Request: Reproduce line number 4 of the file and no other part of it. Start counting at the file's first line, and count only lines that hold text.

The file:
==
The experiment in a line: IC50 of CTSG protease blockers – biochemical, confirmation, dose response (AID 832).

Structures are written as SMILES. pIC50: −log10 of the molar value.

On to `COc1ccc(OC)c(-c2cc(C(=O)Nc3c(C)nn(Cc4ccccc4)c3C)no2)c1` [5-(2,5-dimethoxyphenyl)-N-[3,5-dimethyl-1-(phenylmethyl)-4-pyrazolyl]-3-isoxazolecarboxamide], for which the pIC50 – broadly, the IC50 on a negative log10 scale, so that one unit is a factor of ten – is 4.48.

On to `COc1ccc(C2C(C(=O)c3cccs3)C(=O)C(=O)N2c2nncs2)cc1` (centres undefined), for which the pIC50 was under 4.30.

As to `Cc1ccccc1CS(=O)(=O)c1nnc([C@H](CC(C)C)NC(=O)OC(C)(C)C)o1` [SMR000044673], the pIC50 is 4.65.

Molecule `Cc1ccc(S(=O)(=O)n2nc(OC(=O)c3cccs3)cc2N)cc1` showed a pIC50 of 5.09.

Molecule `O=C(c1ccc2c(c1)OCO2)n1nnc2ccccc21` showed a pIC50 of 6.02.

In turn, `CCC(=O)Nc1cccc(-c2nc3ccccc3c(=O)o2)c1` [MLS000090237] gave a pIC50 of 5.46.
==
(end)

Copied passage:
On to `COc1ccc(C2C(C(=O)c3cccs3)C(=O)C(=O)N2c2nncs2)cc1` (centres undefined), for which the pIC50 was under 4.30.